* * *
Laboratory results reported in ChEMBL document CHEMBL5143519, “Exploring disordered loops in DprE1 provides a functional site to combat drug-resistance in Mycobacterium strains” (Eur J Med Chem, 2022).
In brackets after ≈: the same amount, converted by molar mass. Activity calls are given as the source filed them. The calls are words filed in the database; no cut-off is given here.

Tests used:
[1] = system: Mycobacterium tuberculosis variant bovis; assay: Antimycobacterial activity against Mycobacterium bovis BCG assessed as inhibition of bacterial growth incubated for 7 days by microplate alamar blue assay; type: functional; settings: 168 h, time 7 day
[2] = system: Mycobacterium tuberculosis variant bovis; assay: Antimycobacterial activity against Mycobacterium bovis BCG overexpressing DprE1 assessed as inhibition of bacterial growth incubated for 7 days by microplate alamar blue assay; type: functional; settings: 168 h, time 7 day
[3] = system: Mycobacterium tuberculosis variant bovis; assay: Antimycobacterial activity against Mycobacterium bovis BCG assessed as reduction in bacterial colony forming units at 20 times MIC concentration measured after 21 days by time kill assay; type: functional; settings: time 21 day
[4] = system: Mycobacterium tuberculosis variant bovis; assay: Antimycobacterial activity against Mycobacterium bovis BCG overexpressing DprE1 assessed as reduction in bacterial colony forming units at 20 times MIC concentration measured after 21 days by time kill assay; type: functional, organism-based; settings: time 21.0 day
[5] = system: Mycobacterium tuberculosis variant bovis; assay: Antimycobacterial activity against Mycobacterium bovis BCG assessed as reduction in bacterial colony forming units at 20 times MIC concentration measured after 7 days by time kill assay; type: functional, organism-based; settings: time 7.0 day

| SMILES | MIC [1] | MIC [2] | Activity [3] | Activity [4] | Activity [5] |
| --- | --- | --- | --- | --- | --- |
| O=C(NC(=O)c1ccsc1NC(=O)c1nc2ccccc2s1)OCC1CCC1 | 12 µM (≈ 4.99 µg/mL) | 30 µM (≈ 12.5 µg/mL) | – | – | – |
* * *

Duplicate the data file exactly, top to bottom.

Laboratory results reported in ChEMBL document CHEMBL5143519, “Exploring disordered loops in DprE1 provides a functional site to combat drug-resistance in Mycobacterium strains” (Eur J Med Chem, 2022).
In brackets after ≈: the same amount, converted by molar mass. Activity calls are given as the source filed them. The calls are words filed in the database; no cut-off is given here.

Tests used:
[1] = system: Mycobacterium tuberculosis variant bovis; assay: Antimycobacterial activity against Mycobacterium bovis BCG assessed as inhibition of bacterial growth incubated for 7 days by microplate alamar blue assay; type: functional; settings: 168 h, time 7 day
[2] = system: Mycobacterium tuberculosis variant bovis; assay: Antimycobacterial activity against Mycobacterium bovis BCG overexpressing DprE1 assessed as inhibition of bacterial growth incubated for 7 days by microplate alamar blue assay; type: functional; settings: 168 h, time 7 day
[3] = system: Mycobacterium tuberculosis variant bovis; assay: Antimycobacterial activity against Mycobacterium bovis BCG assessed as reduction in bacterial colony forming units at 20 times MIC concentration measured after 21 days by time kill assay; type: functional; settings: time 21 day
[4] = system: Mycobacterium tuberculosis variant bovis; assay: Antimycobacterial activity against Mycobacterium bovis BCG overexpressing DprE1 assessed as reduction in bacterial colony forming units at 20 times MIC concentration measured after 21 days by time kill assay; type: functional, organism-based; settings: time 21.0 day
[5] = system: Mycobacterium tuberculosis variant bovis; assay: Antimycobacterial activity against Mycobacterium bovis BCG assessed as reduction in bacterial colony forming units at 20 times MIC concentration measured after 7 days by time kill assay; type: functional, organism-based; settings: time 7.0 day

| SMILES | MIC [1] | MIC [2] | Activity [3] | Activity [4] | Activity [5] |
| --- | --- | --- | --- | --- | --- |
| O=C(NC(=O)c1ccsc1NC(=O)c1nc2ccccc2s1)OCC1CCC1 | 12 µM (≈ 4.99 µg/mL) | 30 µM (≈ 12.5 µg/mL) | – | – | – |